What kind of Tarzan are you?


“You can’t start the next chapter of your life if you keep re-reading the last one.” – Unknown

I have this picture in my mind of Tarzan.  Imagine in your mind, Tarzan swinging in the jungle from vine to vine, the ultimate public transport.  He grabs onto a vine and swings, approaching the next vine.  In a swift movement, he grabs onto the next vine, lets go of the first one, and swings off on his merry way – moving forward and closer to his destination.  Can you imagine it?  Now imagine Tarzan swinging up to a vine, grabbing onto it, and then refusing to let go of the first vine.

What would happen?

He would just hang there in mid-air.  He wouldn’t move forward or backward.  He would just be stuck.  He has a choice to make, the old vine or the new one, where he came from versus where he is going, the past or the future.  If he doesn’t make the choice, he will simply get stuck in the present.

It’s a ridiculous picture, and yet many of us sacrifice our futures, or at least stunt its potential, because we insist on hanging onto our own set of baggage.  This could be an offence, or offences, that we haven’t forgiven, it could be a traumatic experience, or even a past success.  Often it is an old thinking paradigm and belief that we are reluctant to give up.  And so we get stuck in the present, not really moving forward.  And in the meantime time marches on, and we grow older, but not really wiser.

Now let’s get back to Tarzan.  There is, of course, the other kind of hand-over, the one where the new vine is out of reach while hanging onto the old one.  In this picture, Tarzan is swinging through the trees, and to grab onto the new vine he has to physically let go of the old vine first.  He flies through the air without a safety net for a short distance, trusting his ability to catch the new vine, and of course the new vine’s ability to carry him.  This requires a leap of faith, because there’s no going back.  It also requires a belief in the future, no matter what it may hold.  And it requires momentum to keep you going, because you can’t grab onto a new vine if you aren’t being propelled forward.

This is the area that really sets apart the true remarkable person.  Letting go of the “old” as soon as it is no longer helpful to take them where they are going, and trusting in the new before it has proven itself.  This is the realm of the futuristic people, the visionaries, the dreamers.  This is Madiba dreaming of a country that isn’t split along racial lines.  This is JFK dreaming of putting a man on the moon.  This is Chris Barnard dreaming of replacing a failed human heart.  This is the Wright Brothers believing beyond popular evidence that it is possible for man to fly.  This is the realm of the pioneers of human achievement.  They go all-in, and they understand that to embrace the new, the old has to be, at best, a distant memory.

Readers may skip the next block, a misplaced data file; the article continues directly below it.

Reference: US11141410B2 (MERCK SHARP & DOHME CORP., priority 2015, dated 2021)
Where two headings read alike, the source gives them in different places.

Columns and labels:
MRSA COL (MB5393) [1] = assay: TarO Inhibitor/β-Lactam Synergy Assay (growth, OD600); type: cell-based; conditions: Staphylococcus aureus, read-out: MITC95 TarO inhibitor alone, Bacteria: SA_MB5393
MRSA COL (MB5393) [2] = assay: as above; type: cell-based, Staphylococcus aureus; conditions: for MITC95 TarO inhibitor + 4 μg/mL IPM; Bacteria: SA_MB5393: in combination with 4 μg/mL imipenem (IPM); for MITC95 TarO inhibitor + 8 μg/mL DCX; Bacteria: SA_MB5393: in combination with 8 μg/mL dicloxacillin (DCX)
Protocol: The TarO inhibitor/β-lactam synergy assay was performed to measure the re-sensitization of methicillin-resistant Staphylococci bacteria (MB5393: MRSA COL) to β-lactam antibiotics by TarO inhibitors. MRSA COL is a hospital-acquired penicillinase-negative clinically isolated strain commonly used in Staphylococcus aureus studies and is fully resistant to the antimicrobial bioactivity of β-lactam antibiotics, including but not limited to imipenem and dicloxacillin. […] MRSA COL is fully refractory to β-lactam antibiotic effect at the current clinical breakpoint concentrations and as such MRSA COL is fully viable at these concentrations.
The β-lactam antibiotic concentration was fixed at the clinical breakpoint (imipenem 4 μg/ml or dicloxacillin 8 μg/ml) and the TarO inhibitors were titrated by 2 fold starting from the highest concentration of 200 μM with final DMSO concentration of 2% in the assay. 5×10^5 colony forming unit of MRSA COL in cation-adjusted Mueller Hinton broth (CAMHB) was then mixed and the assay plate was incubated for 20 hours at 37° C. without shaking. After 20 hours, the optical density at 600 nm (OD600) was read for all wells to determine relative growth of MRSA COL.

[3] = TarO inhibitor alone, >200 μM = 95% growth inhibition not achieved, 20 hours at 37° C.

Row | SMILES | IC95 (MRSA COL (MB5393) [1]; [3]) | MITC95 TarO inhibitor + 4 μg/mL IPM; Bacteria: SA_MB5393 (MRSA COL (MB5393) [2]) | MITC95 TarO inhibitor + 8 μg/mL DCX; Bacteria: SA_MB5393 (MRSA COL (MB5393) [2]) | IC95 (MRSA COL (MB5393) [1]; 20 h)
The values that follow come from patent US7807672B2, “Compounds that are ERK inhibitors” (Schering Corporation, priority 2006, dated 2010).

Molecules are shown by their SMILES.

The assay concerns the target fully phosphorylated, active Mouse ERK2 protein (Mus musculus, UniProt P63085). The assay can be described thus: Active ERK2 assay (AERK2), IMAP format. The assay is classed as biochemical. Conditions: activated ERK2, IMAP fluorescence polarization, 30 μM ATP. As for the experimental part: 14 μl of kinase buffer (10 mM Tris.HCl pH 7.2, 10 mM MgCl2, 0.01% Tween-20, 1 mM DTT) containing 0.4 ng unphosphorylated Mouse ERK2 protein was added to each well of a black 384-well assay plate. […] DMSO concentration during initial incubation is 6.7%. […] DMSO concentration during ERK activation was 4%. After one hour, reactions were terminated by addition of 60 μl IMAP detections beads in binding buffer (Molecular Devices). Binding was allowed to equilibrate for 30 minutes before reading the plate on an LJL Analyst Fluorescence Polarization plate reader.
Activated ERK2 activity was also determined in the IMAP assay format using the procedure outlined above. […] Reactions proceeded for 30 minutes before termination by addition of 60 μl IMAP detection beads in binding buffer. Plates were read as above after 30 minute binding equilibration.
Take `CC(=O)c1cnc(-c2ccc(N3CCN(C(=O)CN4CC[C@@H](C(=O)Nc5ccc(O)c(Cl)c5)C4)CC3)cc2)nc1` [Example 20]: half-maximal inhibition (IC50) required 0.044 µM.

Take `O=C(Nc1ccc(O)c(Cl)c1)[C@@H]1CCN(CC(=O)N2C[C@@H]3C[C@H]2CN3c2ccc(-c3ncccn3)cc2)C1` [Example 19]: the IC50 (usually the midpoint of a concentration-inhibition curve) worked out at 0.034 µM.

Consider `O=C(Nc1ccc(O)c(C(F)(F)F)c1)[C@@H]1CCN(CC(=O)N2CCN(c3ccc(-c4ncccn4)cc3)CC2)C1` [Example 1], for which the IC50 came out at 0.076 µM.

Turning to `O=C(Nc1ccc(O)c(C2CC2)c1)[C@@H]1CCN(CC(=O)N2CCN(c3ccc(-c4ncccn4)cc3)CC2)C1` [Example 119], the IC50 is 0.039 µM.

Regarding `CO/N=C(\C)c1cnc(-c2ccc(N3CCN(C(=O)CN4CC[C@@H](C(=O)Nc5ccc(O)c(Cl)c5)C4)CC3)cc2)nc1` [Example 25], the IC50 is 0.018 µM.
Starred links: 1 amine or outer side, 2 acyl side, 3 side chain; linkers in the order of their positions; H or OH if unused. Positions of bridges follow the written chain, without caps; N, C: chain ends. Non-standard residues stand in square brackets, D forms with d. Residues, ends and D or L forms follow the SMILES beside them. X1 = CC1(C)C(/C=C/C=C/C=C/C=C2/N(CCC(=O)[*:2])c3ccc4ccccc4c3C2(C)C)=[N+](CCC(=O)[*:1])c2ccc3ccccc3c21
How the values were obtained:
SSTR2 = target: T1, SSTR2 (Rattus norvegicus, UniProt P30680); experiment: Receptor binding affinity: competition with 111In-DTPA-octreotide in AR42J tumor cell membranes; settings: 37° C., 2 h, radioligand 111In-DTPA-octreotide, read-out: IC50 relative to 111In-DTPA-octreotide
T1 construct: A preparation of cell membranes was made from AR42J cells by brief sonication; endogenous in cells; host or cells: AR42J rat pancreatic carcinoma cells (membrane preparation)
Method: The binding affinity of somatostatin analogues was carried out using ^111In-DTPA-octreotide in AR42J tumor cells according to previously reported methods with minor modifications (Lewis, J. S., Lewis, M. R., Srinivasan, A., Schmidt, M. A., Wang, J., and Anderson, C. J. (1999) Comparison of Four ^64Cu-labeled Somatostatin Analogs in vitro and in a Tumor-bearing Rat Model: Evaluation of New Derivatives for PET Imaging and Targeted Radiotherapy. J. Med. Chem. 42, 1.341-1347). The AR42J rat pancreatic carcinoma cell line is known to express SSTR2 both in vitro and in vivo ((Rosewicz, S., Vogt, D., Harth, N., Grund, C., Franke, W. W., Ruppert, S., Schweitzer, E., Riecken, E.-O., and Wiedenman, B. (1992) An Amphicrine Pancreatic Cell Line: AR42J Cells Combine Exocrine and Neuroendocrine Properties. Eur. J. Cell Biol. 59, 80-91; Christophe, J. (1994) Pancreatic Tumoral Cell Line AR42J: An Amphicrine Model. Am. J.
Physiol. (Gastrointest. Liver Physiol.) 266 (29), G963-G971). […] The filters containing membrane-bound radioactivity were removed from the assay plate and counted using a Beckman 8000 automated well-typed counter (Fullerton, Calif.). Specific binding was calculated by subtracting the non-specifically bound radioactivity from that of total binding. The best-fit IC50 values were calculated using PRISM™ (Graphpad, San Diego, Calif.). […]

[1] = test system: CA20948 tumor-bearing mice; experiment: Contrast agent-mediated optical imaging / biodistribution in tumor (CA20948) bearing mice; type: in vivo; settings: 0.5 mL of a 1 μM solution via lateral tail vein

This requires all the inner work we have been discussing over the last few weeks, because the momentum that is required is not external.  In fact, in many cases the external factors are contrary to the goal they want to achieve.  The external factors say it can’t be done, we have to get even, we are making fools of ourselves, there is an easier life.

But the remarkable person builds the momentum from the inside.  He works on himself to reduce the baggage, and to increase the belief and the faith.  Does he doubt?  Sure.  Does he get tired of forging on ahead?  Of course.  Does he get hurt by the criticism of others, often those closest to him? Absolutely!  But for the remarkable person, the risk of not going forward is far greater than the risk of staying safe.

There is a saying: – “Better the devil you know, than the one you don’t know.”  I very much doubt that this was ever said by a remarkable person.  The remarkable person will always believe there is a better way, and will take risks to make it so.

So, there are a few types of Tarzan’s here:

  1. 1. The Tarzan that doesn’t let go of the old vine, not even reaching for the new, not moving. This Tarzan just stays in one place, watching others go by and getting bitter.
  2. 2. The Tarzan that grabs the new vine without letting go of the old. He is stuck in no-man’s land, suspended in mid-air, not moving forward or backward, because both vines are too precious to let go of.  He refuses to choose.
  3. 3. The Tarzan that lets go of the old vine ONLY if the new vine is in hand, tested, and proven to be safe. This is logical, rational, and risk-free.  Or so we think, because the risk is that if this Tarzan isn’t convinced, like the previous Tarzan, he stays stuck.
  4. 4. The Tarzan that grabs the new vine, and then lets go of the old. He only takes calculated risks.  This is good, moving forward, and solidly building a future.
  5. 5. The Tarzan who is prepared to let go the old vine first in order to grab onto the new. He is all-in.  He is driven, and he is going to change the world, at the very least for himself and those around him.  What is important to recognize, is that in any vine hand-over, this Tarzan is free to choose any of the 5 approaches, based on whether he thinks they will move closer to the goal.

Which kind of Tarzan would you like to be?

Which kind of Tarzan are you now?

If you are looking to be impacted by “Tarzans” who have been on this journey for many years, this year’s Live2Lead conference in October features five remarkable people! More information at www.live2lead-capetown.co.za.


If you are not yet signed up to receive my blog in your mail, and would like to get it sent to your inbox, sign up here!


Facebook Comments
Spread the love

If you would like to know more about the Dieter Jansen Group and its products and services

Related Products
Contact Me